This circa 1878-1749 B.C. golden pendant depicting an upside-down catfish is housed at the Royal Museum of Scotland in Edinburgh.

Egypt's first pharaohs loved catfish—and worshipped them

This humble Nile River resident may not leap to mind as one of ancient Egypt's sacred animals, but the catfish's stubborn resilience and illusive power over death were once cherished.

Crafted around 1878-1749 B.C., an exquisite golden pendant depicting an upside-down catfish was a popular charm in ancient Egypt. Believed to ward off drowning, it is now housed at the Royal Museum of Scotland in Edinburgh.
Bridgeman/ACI

Cobras, cats, and vultures are among the most popular animals depicted in ancient Egyptian art, but the humble catfish once dominated the iconography of the civilization by the Nile. Common to every continent except Antarctica, catfish are the most diverse group of fish on earth. The 2,000 to 3,000 species have some remarkable characteristics, so it is little wonder they attracted the attention of the Egyptians, one of the most animal-conscious ancient cultures.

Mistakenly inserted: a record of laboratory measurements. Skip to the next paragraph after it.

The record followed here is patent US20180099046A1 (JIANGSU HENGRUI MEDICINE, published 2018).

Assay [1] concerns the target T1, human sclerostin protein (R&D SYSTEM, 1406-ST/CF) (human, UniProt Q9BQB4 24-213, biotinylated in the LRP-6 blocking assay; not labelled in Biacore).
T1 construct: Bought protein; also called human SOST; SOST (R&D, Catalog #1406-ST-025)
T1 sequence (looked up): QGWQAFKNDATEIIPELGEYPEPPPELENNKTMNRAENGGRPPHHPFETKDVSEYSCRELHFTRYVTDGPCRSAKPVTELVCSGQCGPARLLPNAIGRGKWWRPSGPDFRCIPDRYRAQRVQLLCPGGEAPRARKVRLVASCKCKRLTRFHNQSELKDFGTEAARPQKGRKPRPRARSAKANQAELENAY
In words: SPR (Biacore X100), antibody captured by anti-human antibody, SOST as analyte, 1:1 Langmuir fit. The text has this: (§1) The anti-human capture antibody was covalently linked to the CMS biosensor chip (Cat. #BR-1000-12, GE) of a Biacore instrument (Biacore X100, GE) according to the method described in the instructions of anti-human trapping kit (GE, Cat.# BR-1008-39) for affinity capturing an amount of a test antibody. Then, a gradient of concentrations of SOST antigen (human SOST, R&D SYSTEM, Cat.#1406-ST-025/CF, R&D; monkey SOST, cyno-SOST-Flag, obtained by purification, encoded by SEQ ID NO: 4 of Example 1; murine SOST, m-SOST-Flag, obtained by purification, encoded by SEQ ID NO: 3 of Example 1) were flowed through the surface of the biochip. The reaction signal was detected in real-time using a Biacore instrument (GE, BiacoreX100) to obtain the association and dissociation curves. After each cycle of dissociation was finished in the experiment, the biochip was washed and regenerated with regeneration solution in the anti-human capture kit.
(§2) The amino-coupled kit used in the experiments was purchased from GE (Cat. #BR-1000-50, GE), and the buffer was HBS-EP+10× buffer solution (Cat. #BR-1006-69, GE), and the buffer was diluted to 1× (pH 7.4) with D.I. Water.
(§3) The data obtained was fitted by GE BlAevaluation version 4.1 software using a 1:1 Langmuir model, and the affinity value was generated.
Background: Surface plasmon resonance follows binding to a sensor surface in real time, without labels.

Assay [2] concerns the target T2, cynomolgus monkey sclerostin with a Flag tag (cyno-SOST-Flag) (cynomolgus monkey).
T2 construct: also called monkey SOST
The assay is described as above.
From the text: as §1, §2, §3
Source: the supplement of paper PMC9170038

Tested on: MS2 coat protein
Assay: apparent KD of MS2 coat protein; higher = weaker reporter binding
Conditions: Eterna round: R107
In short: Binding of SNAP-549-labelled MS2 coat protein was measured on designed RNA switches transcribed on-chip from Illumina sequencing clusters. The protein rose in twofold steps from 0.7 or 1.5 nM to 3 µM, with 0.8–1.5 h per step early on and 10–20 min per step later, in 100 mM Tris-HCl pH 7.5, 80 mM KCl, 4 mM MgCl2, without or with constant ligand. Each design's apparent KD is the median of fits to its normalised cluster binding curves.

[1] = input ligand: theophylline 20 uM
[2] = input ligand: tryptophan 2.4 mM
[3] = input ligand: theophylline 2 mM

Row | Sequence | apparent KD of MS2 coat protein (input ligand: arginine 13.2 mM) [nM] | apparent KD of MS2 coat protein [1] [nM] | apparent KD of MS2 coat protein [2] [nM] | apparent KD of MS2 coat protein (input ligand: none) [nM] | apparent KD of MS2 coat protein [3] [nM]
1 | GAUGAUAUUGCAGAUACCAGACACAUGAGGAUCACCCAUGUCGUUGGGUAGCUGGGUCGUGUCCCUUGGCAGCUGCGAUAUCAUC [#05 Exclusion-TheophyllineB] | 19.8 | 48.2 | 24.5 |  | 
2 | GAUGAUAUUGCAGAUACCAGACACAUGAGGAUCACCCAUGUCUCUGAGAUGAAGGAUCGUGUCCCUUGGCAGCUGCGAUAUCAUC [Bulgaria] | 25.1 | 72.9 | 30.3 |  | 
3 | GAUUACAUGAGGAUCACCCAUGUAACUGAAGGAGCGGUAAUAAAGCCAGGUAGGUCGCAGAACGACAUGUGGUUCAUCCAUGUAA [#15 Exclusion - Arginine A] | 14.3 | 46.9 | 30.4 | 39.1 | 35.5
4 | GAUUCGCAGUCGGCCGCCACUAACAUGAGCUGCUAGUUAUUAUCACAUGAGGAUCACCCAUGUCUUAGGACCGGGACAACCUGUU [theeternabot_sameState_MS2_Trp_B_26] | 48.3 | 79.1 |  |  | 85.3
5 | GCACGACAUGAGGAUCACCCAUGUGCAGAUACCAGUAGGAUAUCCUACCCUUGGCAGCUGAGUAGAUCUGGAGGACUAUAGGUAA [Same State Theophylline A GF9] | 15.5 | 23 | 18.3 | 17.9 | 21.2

(Felines reigned supreme in Bubastis, the ancient Egypt city sacred to cats.)

Named for its feline-like whiskers, called barbels, a catfish has finely honed senses that allow it to survive and find food in murky, muddy waters. One family of catfish has a respiratory system that allows it to use atmospheric oxygen. This is most spectacularly employed by the walking catfish (Clarias batrachus), familiar today as an invasive species in Florida, which uses its fins to waddle over land. 

Read This Next

Game birds are surprisingly beautiful—and endangered
This stunning national park is set in a dormant volcano
The legend of the ‘demon cat’ that roams the U.S. Capitol

Go Further

Subscriber Exclusive Content

Why are people so dang obsessed with Mars?

How viruses shape our world

The era of greyhound racing in the U.S. is coming to an end

See how people have imagined life on Mars through history

See how NASA’s new Mars rover will explore the red planet

Why are people so dang obsessed with Mars?

How viruses shape our world

The era of greyhound racing in the U.S. is coming to an end

See how people have imagined life on Mars through history

See how NASA’s new Mars rover will explore the red planet

Why are people so dang obsessed with Mars?

How viruses shape our world

The era of greyhound racing in the U.S. is coming to an end

See how people have imagined life on Mars through history

See how NASA’s new Mars rover will explore the red planet